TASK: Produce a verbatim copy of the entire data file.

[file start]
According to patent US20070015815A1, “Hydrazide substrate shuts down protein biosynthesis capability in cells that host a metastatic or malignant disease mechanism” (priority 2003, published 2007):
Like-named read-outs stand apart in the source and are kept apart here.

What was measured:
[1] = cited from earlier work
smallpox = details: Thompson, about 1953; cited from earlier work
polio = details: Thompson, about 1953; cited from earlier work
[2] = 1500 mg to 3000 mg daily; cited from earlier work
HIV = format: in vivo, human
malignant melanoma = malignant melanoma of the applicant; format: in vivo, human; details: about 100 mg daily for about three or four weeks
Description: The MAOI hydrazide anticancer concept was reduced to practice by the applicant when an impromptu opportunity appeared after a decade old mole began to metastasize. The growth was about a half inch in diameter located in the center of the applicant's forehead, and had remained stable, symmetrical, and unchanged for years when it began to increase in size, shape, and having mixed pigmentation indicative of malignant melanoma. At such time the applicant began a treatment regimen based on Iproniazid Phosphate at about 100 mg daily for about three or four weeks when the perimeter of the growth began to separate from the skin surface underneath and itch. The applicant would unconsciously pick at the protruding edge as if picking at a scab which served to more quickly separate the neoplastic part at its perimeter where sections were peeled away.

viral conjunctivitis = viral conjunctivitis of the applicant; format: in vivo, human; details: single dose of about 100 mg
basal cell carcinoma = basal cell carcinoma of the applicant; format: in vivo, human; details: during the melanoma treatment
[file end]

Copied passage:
According to patent US20070015815A1, “Hydrazide substrate shuts down protein biosynthesis capability in cells that host a metastatic or malignant disease mechanism” (priority 2003, published 2007):
Like-named read-outs stand apart in the source and are kept apart here.

What was measured:
[1] = cited from earlier work
smallpox = details: Thompson, about 1953; cited from earlier work
polio = details: Thompson, about 1953; cited from earlier work
[2] = 1500 mg to 3000 mg daily; cited from earlier work
HIV = format: in vivo, human
malignant melanoma = malignant melanoma of the applicant; format: in vivo, human; details: about 100 mg daily for about three or four weeks
Description: The MAOI hydrazide anticancer concept was reduced to practice by the applicant when an impromptu opportunity appeared after a decade old mole began to metastasize. The growth was about a half inch in diameter located in the center of the applicant's forehead, and had remained stable, symmetrical, and unchanged for years when it began to increase in size, shape, and having mixed pigmentation indicative of malignant melanoma. At such time the applicant began a treatment regimen based on Iproniazid Phosphate at about 100 mg daily for about three or four weeks when the perimeter of the growth began to separate from the skin surface underneath and itch. The applicant would unconsciously pick at the protruding edge as if picking at a scab which served to more quickly separate the neoplastic part at its perimeter where sections were peeled away.

viral conjunctivitis = viral conjunctivitis of the applicant; format: in vivo, human; details: single dose of about 100 mg
basal cell carcinoma = basal cell carcinoma of the applicant; format: in vivo, human; details: during the melanoma treatment